Clean­ing up our pol­luted air will save lives

Yes, it’s an am­bi­tious plan, but by work­ing to­gether we can re­duce the harm caused by emis­sions

The Daily Telegraph - - Comment - Matt Han­cock and Michael Gove

New year is tra­di­tion­ally a time when peo­ple set about chang­ing their lives for the bet­ter. And to help the na­tion live more healthily, we are kick‑start­ing the year with a pledge to clean up the coun­try’s air.

Our health isn’t de­ter­mined only by what hap­pens in hos­pi­tals and doc­tors’ surg­eries. Around 30 per cent of what con­trib­utes to a healthy life­span is the en­vi­ron­ment. Most harm­ful emis­sions are out of in­di­vid­u­als’ con­trol, so we have a duty to take ac­tion – and we know the big­gest sin­gle en­vi­ron­men­tal cause of death is air pol­lu­tion.

Poor air qual­ity harms the vul­ner­a­ble most of all, but none of us is im­mune and the ef­fects stay with us through­out our lives. The lungs of chil­dren whose play­ground is by a busy road are less de­vel­oped, and air pol­lu­tion leaves them more sus­cep­ti­ble to con­di­tions such as asthma. Equally, it can shorten the lives of el­derly peo­ple, who may al­ready suf­fer from an ex­ist­ing heart or lung con­di­tion, and has­ten a de­cline in men­tal skills. To­day, to pro­tect all of us from risk, we are pub­lish­ing our am­bi­tious clean air strat­egy.

We are build­ing on a record of progress. Air qual­ity has im­proved sig­nif­i­cantly in re­cent years. Emis­sions of harm­ful ni­tro­gen ox­ides, half of which come from trans­port, have fallen by more than a quar­ter since 2010. But we are de­ter­mined to go fur­ther.

We’re al­ready tack­ling pol­lu­tion from ve­hi­cles. We’re spend­ing

£3.5 bil­lion on im­prov­ing road­side air qual­ity and en­cour­ag­ing cleaner forms of trans­port, such as elec­tric ve­hi­cles. We’re sup­port­ing coun­cils in de­sign­ing be­spoke mea­sures, such as retrofitting pol­lut­ing buses, to deal with lo­cal hotspots, and we’re end­ing the sale of new diesel and petrol ve­hi­cles by 2040.

But the chal­lenge goes wider than ve­hi­cles. The type of air pol­lu­tion that causes the great­est harm to health is par­tic­u­late mat­ter. These are tiny par­ti­cles that en­ter the lungs and blood stream and are trans­ported around the body, harm­ing the heart, brain and other or­gans. Burn­ing coal and wood in our homes ac­counts for the largest pro­por­tion of emis­sions – fol­lowed by in­dus­try and trans­port. So to tackle all types of dam­ag­ing air pol­lu­tion, we must act across gov­ern­ment and across the econ­omy.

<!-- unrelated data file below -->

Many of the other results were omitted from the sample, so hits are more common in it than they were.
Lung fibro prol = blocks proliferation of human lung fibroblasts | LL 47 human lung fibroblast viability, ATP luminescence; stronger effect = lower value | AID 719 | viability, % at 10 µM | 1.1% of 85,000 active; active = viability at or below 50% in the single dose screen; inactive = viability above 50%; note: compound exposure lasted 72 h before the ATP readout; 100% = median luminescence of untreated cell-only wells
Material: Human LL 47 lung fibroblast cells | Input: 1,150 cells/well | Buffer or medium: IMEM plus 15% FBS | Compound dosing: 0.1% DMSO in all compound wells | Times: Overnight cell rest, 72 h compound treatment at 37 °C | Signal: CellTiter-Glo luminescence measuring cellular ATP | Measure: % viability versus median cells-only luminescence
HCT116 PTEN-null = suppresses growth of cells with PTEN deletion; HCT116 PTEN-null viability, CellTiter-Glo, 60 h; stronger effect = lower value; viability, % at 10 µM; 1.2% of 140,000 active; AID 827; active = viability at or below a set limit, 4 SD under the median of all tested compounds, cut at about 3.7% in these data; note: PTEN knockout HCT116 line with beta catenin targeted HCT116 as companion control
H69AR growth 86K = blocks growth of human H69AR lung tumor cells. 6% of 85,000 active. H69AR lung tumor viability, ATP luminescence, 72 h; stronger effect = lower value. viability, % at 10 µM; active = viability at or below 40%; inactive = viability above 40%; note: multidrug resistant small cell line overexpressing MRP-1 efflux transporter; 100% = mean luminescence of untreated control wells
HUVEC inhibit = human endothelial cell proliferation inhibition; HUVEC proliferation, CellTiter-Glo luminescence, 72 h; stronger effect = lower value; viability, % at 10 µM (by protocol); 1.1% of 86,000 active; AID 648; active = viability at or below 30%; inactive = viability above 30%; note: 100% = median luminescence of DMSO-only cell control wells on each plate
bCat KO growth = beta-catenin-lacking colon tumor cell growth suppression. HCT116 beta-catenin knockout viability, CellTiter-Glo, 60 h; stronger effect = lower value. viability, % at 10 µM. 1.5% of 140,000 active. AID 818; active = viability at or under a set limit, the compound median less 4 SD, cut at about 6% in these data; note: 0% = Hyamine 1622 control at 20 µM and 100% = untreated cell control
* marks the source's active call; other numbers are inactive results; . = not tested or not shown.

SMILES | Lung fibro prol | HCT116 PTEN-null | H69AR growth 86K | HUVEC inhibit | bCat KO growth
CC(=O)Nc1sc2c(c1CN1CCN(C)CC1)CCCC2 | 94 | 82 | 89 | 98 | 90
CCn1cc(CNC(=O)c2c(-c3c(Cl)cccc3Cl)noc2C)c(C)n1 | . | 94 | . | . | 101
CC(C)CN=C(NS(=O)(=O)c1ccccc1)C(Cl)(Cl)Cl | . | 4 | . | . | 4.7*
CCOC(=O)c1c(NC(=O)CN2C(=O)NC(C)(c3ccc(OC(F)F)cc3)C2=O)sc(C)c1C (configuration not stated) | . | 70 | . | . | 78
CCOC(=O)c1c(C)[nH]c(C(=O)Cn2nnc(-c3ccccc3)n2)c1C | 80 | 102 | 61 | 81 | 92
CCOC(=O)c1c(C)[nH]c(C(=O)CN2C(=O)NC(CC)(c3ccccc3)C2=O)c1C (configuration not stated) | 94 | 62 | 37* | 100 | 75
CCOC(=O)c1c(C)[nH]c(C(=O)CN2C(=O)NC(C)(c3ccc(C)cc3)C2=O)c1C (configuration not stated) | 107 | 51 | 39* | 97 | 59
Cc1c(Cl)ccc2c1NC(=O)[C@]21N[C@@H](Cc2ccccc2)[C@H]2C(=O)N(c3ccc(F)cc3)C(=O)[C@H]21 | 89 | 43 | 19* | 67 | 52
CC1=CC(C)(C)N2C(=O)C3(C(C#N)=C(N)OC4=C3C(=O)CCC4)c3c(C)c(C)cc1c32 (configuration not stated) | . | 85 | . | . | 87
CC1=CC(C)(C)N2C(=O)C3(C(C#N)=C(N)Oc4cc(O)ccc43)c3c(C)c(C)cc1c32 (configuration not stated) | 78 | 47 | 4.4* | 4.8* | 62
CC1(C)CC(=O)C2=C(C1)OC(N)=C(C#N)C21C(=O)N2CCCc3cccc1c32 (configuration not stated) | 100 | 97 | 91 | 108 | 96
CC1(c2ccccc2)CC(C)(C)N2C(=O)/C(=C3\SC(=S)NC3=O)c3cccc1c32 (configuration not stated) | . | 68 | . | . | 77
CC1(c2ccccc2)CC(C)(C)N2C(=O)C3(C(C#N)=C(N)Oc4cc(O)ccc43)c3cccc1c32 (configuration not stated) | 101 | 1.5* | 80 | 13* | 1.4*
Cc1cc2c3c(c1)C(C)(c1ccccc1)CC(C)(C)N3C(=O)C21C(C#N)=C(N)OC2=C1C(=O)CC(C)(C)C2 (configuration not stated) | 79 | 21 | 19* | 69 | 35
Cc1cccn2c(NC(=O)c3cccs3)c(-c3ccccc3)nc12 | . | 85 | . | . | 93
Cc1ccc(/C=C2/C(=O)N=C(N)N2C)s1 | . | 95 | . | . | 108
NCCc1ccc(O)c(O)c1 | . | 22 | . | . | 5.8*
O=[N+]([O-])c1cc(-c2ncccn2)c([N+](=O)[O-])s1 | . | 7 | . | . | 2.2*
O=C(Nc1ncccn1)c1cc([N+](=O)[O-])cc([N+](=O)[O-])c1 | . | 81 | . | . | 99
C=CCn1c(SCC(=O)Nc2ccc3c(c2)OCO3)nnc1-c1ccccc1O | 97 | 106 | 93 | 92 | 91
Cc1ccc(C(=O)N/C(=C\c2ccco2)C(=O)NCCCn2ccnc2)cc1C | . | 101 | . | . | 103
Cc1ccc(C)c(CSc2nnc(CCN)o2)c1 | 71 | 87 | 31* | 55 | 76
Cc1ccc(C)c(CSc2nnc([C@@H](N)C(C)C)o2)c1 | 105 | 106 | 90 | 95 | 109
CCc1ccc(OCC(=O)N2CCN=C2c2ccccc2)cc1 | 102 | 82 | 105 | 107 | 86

The clean air strat­egy, drawn up after a three‑month con­sul­ta­tion, will sup­port the new NHS 10‑year plan. To get the best value from the ex­tra £20.5 bil­lion that the Gov­ern­ment is in­vest­ing in the NHS – its big­gest‑ever fund­ing in­crease – we must fo­cus more on pre­ven­tion. By tack­ling air pol­lu­tion now, we will avoid peo­ple suf­fer­ing ill‑health and also avoid fu­ture fi­nan­cial pres­sures on the NHS.

The health ar­gu­ment, then, is cru­cial. But there are eco­nomic ben­e­fits, too. Cleaner air and health­ier peo­ple mean fewer work days lost to ill­ness. Our fo­cus on air qual­ity means world‑ lead­ing busi­nesses are re­spond­ing in kind – in­vest­ing in new tech­nolo­gies like elec­tric ve­hi­cles, cre­at­ing skilled UK jobs and de­vel­op­ing ex­per­tise here.

The mea­sures we un­veil to­day tar­get all ma­jor sources of pol­lu­tion – trans­port, in­dus­try, agri­cul­ture and also our own homes. We will tackle the ris­ing emis­sions of am­mo­nia from farm­ing, which harm plants and wildlife, and con­trib­ute to par­tic­u­late mat­ter pol­lu­tion. With our sup­port, farm­ers will be us­ing cleaner equip­ment, such as low‑emis­sion slurry spread­ers, and we will reg­u­late to min­imise pol­lu­tion from fer­tilis­ers.

To re­duce par­tic­u­late mat­ter pol­lu­tion from homes, we will ban the sale of the most pol­lut­ing fu­els, and amend smoke con­trol laws to make it eas­ier for coun­cils to en­force them. We will also give the pub­lic clear in­for­ma­tion about the clean­est ways to burn do­mes­tic solid fu­els.

Our tar­get is to halve the num­ber of peo­ple liv­ing above World Health Or­gan­i­sa­tion guide­line lim­its for par­tic­u­late mat­ter pol­lu­tion by 2025 – that’s more am­bi­tious than the EU re­quires. Be­yond 2025, this strat­egy also com­mits us to a new long‑term tar­get to re­duce par­tic­u­late mat­ter. In the com­ing months, we will out­line the ac­tions nec­es­sary if we are to meet the WHO limit through­out Eng­land.

The De­part­ments of Health and En­vi­ron­ment, Food and Ru­ral Af­fairs, will be work­ing to­gether – but this prob­lem is not just for gov­ern­ment to solve. That’s why we are work­ing so closely with busi­nesses, and also en­cour­ag­ing in­di­vid­u­als to change how they heat their home, how they travel and even the clean­ing prod­ucts they use. Be­cause by act­ing to­gether on air qual­ity, we can all look for­ward to health­ier lives.

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